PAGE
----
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According to heisenberg's uncertainty principle, the postion and momentum of an electron cannot be determined together. How can we determine the position or velocity of an electron (experimental) and why cannot find it together.

Asked by sureshkalanjoor 30th July 2016, 7:15 PM
Answered by Expert
It is impossible to measure simultaneously the position and momentum of a small particle with absolute accuracy or certainty. If an attempt is made to measure any one of these two quantities with higher accuracy, the other becomes less accurate. The product of the uncertainty in the position (Δx) and the uncertainty in the momentum (Δp = m.Δv where m is the mass of the particle and Δv is the uncertainty in veloity) is alwyas constant and is equal to or greater than h/4π, where h is Plank's constant, that is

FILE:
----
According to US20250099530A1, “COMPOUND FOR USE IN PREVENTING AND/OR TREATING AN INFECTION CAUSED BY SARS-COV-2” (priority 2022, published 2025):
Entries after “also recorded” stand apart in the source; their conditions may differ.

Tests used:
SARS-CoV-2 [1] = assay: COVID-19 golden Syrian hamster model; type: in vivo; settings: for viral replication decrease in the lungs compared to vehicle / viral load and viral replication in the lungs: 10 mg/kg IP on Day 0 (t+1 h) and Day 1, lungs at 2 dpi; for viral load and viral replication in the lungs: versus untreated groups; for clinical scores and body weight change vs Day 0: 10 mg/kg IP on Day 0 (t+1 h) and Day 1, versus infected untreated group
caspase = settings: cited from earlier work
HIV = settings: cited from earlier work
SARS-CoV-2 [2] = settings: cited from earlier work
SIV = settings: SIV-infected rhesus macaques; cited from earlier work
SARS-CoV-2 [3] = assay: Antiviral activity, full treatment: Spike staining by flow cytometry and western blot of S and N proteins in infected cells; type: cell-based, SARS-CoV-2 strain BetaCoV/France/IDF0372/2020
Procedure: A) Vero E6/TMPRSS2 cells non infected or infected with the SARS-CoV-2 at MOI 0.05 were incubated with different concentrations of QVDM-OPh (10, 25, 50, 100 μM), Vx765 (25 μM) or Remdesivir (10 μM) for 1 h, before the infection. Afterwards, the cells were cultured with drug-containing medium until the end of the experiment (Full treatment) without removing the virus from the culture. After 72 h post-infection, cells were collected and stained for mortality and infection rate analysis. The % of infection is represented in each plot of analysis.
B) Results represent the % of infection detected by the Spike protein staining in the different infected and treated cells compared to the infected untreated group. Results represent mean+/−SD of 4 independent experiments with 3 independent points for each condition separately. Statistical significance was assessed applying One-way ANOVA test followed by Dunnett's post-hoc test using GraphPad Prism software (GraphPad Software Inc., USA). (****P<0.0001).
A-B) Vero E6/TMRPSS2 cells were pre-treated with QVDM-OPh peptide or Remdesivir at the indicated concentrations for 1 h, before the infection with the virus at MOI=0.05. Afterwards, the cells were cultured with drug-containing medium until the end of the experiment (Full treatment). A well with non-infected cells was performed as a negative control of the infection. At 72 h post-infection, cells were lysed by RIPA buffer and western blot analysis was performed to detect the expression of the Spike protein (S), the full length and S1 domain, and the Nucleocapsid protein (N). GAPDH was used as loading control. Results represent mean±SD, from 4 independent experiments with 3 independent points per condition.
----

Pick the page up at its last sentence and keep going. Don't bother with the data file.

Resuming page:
Δx.Δp ≥ h/4π  .....  (i)
The mathematical expression, 
increment x. increment p space almost equal to space fraction numerator h over denominator 4 straight pi end fraction space space space space.... space left parenthesis i i right parenthesis   
From (i) and (ii), the value of Δp calculated for a given value of Δx is the minimum value for Δp. 
Similarly the value of Δp will be the minimum value for Δx.
Putting Δp = m x Δv , eqn. (i) becomes Δx . (mΔv) ≥ h/4π  or Δ x . Δv ≥ h / 4πm.
This implies that the position and velocity of a particle cannot be measured simultaneously with certainty.
It is important to understand that uncertainty principle applies to position and momentum along the same axis. Thus if Δx is along X-axis, then Δp should also be along X-axis. It is further important to remember that the uncertainty principle is not on accunt of any limitation of the measuring instrument.
Answered by Expert 1st August 2016, 6:15 PM
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